Here's an interesting article:

        http://www.ekathimerini.com/...

        There are two kinds of people in this world. The kind who divide the world into two kinds of people, and the kind who don't.

        by upstate NY on Thu Jun 14, 2012 at 09:46:14 AM PDT

        [ Parent ]

        •  I live in the Balkans and when that whole (0+ / 0-)

          Golden Dawn thing went down I had an alarming thought after a few days.  One of the guy's videos condemns the "dictated bail-out" or basically the austerity plan.  I struggled with this and then began to wonder if he was some kind of  provocateur.  

          Now he is definitely crazy, but the way politics work in this part of the world, he could possibly be on the take to discredit the resistance to austerity.  It is all so very byzantine in nature that it is sometimes hard to tell exactly what is going on.  I just could not imagine why he would do something so totally nuts on live television.  It certainly did not gain him any support and most likely lost him some support.  

          Anyway you look at it, this stuff is scary.

          It gets on my nerves, and you know how I am about my nerves...

          by ciganka on Thu Jun 14, 2012 at 12:21:06 PM PDT

          [ Parent ]

          •  He did it for the hard core (0+ / 0-)

            and perhaps because he's deeply resentful and has anger issues. A lot of these people are worthless good-for-nothings, but they've been getting PAID by certain elements in the country to wreak mayhem.

            There are two kinds of people in this world. The kind who divide the world into two kinds of people, and the kind who don't.

            by upstate NY on Thu Jun 14, 2012 at 01:51:21 PM PDT

            [ Parent ]

            •  Yes, it comes out quite frequently that (1+ / 0-)
              Recommended by:
              upstate NY

              these types do get paid, and also launch bizarre conspiracies across parties.  Many of these people are also mobbed up, and involved in some pretty creepy things.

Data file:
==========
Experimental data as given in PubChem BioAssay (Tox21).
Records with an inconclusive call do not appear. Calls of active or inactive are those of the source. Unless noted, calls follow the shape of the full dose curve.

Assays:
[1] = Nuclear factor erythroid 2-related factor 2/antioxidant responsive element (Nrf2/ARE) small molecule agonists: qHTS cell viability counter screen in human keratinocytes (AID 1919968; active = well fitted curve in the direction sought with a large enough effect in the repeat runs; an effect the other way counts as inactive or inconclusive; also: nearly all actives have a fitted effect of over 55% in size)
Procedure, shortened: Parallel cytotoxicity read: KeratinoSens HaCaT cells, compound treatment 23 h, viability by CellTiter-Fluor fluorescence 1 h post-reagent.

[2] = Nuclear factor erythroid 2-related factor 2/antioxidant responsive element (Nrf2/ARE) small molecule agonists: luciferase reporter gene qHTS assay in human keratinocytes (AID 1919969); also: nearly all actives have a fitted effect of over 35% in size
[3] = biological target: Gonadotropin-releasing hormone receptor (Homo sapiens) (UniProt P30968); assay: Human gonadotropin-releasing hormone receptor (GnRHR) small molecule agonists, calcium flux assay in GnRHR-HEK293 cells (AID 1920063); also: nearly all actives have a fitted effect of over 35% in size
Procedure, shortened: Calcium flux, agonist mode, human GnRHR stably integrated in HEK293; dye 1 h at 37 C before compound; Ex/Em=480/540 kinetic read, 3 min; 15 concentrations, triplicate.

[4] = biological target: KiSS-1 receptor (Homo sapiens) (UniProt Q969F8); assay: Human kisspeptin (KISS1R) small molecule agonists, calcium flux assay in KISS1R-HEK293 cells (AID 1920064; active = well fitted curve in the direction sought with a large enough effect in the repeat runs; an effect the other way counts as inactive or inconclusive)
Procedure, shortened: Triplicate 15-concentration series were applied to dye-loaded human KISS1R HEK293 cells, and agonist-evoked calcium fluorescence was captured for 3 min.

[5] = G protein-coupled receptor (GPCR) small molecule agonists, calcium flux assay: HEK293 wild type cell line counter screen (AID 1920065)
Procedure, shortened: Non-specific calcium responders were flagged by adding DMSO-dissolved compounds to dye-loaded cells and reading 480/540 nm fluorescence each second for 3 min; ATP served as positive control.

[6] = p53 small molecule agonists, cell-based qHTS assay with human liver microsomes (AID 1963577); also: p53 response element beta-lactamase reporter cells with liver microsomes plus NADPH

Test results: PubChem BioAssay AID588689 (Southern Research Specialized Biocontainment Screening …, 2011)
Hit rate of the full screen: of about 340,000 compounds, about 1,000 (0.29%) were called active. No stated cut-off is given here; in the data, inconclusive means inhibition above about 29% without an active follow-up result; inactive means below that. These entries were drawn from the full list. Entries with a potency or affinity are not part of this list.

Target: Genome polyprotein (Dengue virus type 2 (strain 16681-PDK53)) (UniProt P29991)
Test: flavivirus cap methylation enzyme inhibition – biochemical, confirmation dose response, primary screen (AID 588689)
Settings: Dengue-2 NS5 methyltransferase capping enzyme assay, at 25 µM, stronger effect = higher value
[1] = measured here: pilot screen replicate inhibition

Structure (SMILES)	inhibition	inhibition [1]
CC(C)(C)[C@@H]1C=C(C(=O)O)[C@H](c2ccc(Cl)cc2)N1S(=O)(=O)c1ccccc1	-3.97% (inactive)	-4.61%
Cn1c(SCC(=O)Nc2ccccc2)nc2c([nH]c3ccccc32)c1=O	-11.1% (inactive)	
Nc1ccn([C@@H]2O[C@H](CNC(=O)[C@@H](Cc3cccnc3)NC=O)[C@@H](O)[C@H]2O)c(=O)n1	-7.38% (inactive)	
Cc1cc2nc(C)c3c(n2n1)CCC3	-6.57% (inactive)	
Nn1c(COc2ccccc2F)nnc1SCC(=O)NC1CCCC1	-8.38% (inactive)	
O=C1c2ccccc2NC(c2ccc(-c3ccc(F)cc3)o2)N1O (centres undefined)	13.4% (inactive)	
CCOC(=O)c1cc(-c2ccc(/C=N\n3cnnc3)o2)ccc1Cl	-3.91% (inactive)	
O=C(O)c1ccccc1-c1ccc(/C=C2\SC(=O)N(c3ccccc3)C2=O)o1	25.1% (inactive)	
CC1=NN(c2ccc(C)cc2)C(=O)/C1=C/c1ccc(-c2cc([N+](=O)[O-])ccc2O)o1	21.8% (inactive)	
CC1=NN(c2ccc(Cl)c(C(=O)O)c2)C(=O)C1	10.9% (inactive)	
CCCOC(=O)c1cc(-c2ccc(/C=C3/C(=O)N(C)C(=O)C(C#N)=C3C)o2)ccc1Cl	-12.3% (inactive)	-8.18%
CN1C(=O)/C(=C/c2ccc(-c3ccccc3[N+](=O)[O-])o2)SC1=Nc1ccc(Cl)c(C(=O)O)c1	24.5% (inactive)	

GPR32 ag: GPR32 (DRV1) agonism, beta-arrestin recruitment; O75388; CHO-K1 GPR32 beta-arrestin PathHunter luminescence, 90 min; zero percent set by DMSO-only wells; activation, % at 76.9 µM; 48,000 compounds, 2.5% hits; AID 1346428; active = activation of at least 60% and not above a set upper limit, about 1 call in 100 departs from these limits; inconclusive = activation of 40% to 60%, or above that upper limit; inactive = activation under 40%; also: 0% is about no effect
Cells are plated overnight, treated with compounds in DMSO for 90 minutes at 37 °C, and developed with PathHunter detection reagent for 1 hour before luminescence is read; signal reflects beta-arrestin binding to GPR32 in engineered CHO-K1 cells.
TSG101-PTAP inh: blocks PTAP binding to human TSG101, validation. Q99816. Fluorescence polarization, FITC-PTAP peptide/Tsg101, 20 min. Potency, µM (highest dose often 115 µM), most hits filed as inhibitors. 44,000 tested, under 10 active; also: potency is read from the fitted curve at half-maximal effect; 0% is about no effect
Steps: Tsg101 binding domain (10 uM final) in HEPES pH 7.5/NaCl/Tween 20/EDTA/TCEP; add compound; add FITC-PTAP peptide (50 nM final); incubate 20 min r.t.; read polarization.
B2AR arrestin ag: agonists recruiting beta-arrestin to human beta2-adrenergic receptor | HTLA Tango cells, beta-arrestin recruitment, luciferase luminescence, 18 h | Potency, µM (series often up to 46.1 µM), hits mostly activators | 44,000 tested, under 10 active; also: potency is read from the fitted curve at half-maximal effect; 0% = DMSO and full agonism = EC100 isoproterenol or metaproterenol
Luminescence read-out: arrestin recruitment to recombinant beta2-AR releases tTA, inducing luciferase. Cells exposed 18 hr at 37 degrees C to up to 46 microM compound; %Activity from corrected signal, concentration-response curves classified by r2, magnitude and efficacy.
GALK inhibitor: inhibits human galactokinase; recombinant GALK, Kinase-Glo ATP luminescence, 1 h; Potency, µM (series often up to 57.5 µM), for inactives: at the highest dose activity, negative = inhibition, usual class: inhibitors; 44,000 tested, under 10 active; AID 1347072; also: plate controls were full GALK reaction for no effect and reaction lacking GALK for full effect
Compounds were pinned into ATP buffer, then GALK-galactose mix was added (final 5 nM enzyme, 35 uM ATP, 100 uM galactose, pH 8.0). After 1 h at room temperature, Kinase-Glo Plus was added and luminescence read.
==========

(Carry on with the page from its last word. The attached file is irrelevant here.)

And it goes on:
The odd thing for me is that here in Serbia there was this same right wing/nationalist water throwing event in the parliament several years back.  

              When we saw the first few minutes of the conflict, it was like watching a rerun of the ridiculous and offensive.  The first reaction when the water was thrown was that this was coming from the same playbook, but what followed was even more shocking.  

              It gets on my nerves, and you know how I am about my nerves...

              by ciganka on Thu Jun 14, 2012 at 02:44:24 PM PDT

              [ Parent ]

      •  Actually (0+ / 0-)

        I did read it, multiple times, and saw where you mentioned Golden Dawn. The rise of right wing extremism across Europe is more alarming and very disconcerting than left-wing parties vying for voice which has not been denied since WW II.  How soon they forget?

        As far as the Constitution goes, yes -- the way that our system is set up from its foundation makes it impossible for a third party to become viable.
        If one goes back in US history a great number of political parties rose and fell, the current 2 party system and its power is, in fact a recent phenomenon over the history of the Republic.  The rise of third parties is not prevented by the Constitution.